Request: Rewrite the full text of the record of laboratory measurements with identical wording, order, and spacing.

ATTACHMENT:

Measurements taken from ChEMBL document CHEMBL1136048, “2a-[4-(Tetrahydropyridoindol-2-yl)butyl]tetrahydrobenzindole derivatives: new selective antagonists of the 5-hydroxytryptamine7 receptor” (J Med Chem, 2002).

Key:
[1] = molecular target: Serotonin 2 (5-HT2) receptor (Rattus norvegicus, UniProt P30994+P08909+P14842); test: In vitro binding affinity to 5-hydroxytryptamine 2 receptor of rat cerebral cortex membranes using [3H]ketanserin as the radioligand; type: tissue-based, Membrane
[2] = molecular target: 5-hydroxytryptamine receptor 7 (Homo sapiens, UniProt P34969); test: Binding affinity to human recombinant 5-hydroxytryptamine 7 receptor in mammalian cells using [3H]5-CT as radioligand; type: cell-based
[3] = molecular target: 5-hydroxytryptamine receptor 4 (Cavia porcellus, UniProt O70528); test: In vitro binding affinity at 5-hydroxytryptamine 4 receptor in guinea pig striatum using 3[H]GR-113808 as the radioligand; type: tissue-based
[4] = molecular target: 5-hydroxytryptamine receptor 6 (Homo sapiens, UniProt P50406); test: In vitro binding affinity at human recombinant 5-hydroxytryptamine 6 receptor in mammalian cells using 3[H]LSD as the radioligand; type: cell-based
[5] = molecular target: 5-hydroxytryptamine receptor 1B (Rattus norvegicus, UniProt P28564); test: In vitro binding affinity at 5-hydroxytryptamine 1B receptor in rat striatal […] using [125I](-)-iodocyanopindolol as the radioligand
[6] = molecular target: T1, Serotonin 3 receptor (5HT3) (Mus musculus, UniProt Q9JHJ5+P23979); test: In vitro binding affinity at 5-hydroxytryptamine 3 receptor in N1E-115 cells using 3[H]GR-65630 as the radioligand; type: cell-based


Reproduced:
Measurements taken from ChEMBL document CHEMBL1136048, “2a-[4-(Tetrahydropyridoindol-2-yl)butyl]tetrahydrobenzindole derivatives: new selective antagonists of the 5-hydroxytryptamine7 receptor” (J Med Chem, 2002).

Key:
[1] = molecular target: Serotonin 2 (5-HT2) receptor (Rattus norvegicus, UniProt P30994+P08909+P14842); test: In vitro binding affinity to 5-hydroxytryptamine 2 receptor of rat cerebral cortex membranes using [3H]ketanserin as the radioligand; type: tissue-based, Membrane
[2] = molecular target: 5-hydroxytryptamine receptor 7 (Homo sapiens, UniProt P34969); test: Binding affinity to human recombinant 5-hydroxytryptamine 7 receptor in mammalian cells using [3H]5-CT as radioligand; type: cell-based
[3] = molecular target: 5-hydroxytryptamine receptor 4 (Cavia porcellus, UniProt O70528); test: In vitro binding affinity at 5-hydroxytryptamine 4 receptor in guinea pig striatum using 3[H]GR-113808 as the radioligand; type: tissue-based
[4] = molecular target: 5-hydroxytryptamine receptor 6 (Homo sapiens, UniProt P50406); test: In vitro binding affinity at human recombinant 5-hydroxytryptamine 6 receptor in mammalian cells using 3[H]LSD as the radioligand; type: cell-based
[5] = molecular target: 5-hydroxytryptamine receptor 1B (Rattus norvegicus, UniProt P28564); test: In vitro binding affinity at 5-hydroxytryptamine 1B receptor in rat striatal […] using [125I](-)-iodocyanopindolol as the radioligand
[6] = molecular target: T1, Serotonin 3 receptor (5HT3) (Mus musculus, UniProt Q9JHJ5+P23979); test: In vitro binding affinity at 5-hydroxytryptamine 3 receptor in N1E-115 cells using 3[H]GR-65630 as the radioligand; type: cell-based